Henry Louis Gates Makes Largest Literary Donation in HBCU History to Spelman

Noted historian Henry Louis Gates has donated more than 14,000 of his personal literary volumes to Spelman College, in what school officials are calling the single largest recorded literary donation ever made to any historically black institution.

The donation, which will be housed at the Atlanta University Center Robert W. Woodruff Library, will be on display for library visitors and archival research. Library officials say that more than 800 of the books will be placed in circulation, and more than 512 works will be kept in the center’s special collections.

“Spelman is honored to receive such a treasure from a scholar and luminary in the fields of African and African-American studies,” said Spelman President Mary Schmidt Campbell, Ph.D. “Throughout his career, Dr. Gates has been committed to ensuring that the presence of people of African descent is not overlooked in American history. This gift continues that effort and legacy, affording our students the opportunity to study their history and engage the world of the African Diaspora.”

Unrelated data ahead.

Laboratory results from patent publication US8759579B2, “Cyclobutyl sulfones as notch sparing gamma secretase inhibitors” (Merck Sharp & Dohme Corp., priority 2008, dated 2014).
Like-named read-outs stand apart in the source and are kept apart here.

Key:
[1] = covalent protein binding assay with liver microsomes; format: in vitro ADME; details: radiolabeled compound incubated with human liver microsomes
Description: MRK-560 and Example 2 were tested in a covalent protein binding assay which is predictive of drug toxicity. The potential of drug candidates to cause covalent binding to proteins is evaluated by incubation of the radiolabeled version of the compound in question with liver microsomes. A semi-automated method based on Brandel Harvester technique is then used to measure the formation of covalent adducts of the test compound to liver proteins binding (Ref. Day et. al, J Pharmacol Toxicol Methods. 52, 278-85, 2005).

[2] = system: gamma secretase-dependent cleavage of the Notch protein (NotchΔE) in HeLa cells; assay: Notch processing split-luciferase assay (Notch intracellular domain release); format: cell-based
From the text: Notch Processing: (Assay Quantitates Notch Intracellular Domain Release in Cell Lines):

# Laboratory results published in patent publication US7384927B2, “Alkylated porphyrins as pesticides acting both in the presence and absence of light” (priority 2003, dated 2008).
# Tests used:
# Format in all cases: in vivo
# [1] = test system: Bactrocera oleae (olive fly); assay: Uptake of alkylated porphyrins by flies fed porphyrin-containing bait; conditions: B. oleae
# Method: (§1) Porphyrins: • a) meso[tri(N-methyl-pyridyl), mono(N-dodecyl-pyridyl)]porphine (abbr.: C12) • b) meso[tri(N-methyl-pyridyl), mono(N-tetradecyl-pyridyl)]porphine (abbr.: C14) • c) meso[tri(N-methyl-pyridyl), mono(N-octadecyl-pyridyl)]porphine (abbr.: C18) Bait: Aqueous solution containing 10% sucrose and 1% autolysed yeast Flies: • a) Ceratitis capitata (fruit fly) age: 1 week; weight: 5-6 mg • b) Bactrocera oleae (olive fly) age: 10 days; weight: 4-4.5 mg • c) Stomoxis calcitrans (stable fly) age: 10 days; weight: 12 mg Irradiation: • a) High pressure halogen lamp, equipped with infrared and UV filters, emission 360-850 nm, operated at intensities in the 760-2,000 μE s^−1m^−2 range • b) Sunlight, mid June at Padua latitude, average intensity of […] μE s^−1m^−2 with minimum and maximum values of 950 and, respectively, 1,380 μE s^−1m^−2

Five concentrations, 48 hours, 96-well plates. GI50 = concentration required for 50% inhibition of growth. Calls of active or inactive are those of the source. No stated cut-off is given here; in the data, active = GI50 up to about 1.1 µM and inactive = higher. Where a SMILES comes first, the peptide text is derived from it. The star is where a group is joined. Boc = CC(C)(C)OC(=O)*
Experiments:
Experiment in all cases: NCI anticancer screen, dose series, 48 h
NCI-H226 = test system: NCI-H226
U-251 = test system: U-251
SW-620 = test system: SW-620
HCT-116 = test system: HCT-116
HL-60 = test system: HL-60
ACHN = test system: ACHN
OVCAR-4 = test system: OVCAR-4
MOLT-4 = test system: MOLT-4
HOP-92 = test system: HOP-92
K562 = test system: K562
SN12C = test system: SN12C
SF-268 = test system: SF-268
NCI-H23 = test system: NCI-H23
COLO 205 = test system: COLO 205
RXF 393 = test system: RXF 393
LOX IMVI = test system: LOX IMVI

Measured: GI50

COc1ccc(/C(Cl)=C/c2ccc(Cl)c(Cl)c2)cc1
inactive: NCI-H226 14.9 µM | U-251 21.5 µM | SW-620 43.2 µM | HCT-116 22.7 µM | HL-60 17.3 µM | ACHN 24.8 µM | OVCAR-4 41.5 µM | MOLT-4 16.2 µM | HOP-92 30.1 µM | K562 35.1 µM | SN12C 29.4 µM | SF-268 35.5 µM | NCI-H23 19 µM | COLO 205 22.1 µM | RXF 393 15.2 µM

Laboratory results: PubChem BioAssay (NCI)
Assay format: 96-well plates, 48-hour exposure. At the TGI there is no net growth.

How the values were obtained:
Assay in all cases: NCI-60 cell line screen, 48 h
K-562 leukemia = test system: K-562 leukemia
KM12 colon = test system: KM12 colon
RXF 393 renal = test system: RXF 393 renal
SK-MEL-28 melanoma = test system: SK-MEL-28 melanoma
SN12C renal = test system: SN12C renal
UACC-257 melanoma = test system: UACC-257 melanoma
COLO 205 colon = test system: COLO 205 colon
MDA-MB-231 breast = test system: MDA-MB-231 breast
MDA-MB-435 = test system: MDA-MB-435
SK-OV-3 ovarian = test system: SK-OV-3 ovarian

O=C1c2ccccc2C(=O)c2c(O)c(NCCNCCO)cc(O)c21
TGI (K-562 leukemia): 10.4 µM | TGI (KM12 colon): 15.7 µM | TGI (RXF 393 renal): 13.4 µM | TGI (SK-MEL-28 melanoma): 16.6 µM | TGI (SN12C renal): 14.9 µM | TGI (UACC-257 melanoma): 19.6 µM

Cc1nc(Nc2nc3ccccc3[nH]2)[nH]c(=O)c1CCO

Noted books from the donation include:

  • An autographed, first edition of James Baldwin’s second play, “Blues for Mister Charlie,” first produced and published in 1964. The play was dedicated to “the memory of Medgar Evers, his widow and children, and to the memory of the dead children of Birmingham.”

  • An autographed, first edition of Wole Soyinka’s “The Interpreters,” originally published in 1965. As Soyinka’s first novel, it examines post-independence Nigeria in the 1960s. Soyinka was awarded the Nobel Prize in Literature in 1986.

  • A first edition of Walter Mosley’s “Devil in a Blue Dress: A Novel.” The novel won a Shamus Award in 1991 and was later adapted into a movie starring Denzel Washington, Jennifer Beals and Don Cheadle.

“These volumes from my library can have no more meaningful home than Spelman College,” said Dr. Gates. “Generations of African-American women and men have ‘made a way out of no way,’ as we all know, and binding us together and leading us have been the strongest and most brilliant Black women, who recognized and lived the importance of education as the gateway to knowledge, opportunity and empowerment.